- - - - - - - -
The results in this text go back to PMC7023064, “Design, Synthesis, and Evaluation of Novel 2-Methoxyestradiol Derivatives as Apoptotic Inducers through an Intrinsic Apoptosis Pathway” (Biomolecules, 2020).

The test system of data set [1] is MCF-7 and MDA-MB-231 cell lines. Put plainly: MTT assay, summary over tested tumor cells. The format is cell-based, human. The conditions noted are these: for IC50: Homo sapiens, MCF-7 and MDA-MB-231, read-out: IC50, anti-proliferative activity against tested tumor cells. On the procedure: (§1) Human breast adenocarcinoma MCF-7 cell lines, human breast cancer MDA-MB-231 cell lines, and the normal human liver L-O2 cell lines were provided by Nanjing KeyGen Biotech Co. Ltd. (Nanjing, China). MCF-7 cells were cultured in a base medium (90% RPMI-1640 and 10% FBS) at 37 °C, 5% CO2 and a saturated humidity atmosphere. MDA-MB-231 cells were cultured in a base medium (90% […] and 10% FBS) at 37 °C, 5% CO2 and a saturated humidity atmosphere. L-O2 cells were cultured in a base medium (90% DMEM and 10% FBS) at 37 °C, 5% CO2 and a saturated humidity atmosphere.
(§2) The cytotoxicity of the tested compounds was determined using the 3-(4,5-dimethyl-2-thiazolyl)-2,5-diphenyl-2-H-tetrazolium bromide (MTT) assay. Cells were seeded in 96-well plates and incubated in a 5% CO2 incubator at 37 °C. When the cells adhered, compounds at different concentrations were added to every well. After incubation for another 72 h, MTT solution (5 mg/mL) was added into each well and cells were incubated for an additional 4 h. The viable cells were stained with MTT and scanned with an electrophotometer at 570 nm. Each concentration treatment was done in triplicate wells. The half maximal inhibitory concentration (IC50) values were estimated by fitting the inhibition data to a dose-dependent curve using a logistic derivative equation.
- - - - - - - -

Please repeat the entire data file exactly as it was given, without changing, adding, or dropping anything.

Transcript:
The results in this text go back to PMC7023064, “Design, Synthesis, and Evaluation of Novel 2-Methoxyestradiol Derivatives as Apoptotic Inducers through an Intrinsic Apoptosis Pathway” (Biomolecules, 2020).

The test system of data set [1] is MCF-7 and MDA-MB-231 cell lines. Put plainly: MTT assay, summary over tested tumor cells. The format is cell-based, human. The conditions noted are these: for IC50: Homo sapiens, MCF-7 and MDA-MB-231, read-out: IC50, anti-proliferative activity against tested tumor cells. On the procedure: (§1) Human breast adenocarcinoma MCF-7 cell lines, human breast cancer MDA-MB-231 cell lines, and the normal human liver L-O2 cell lines were provided by Nanjing KeyGen Biotech Co. Ltd. (Nanjing, China). MCF-7 cells were cultured in a base medium (90% RPMI-1640 and 10% FBS) at 37 °C, 5% CO2 and a saturated humidity atmosphere. MDA-MB-231 cells were cultured in a base medium (90% […] and 10% FBS) at 37 °C, 5% CO2 and a saturated humidity atmosphere. L-O2 cells were cultured in a base medium (90% DMEM and 10% FBS) at 37 °C, 5% CO2 and a saturated humidity atmosphere.
(§2) The cytotoxicity of the tested compounds was determined using the 3-(4,5-dimethyl-2-thiazolyl)-2,5-diphenyl-2-H-tetrazolium bromide (MTT) assay. Cells were seeded in 96-well plates and incubated in a 5% CO2 incubator at 37 °C. When the cells adhered, compounds at different concentrations were added to every well. After incubation for another 72 h, MTT solution (5 mg/mL) was added into each well and cells were incubated for an additional 4 h. The viable cells were stained with MTT and scanned with an electrophotometer at 570 nm. Each concentration treatment was done in triplicate wells. The half maximal inhibitory concentration (IC50) values were estimated by fitting the inhibition data to a dose-dependent curve using a logistic derivative equation.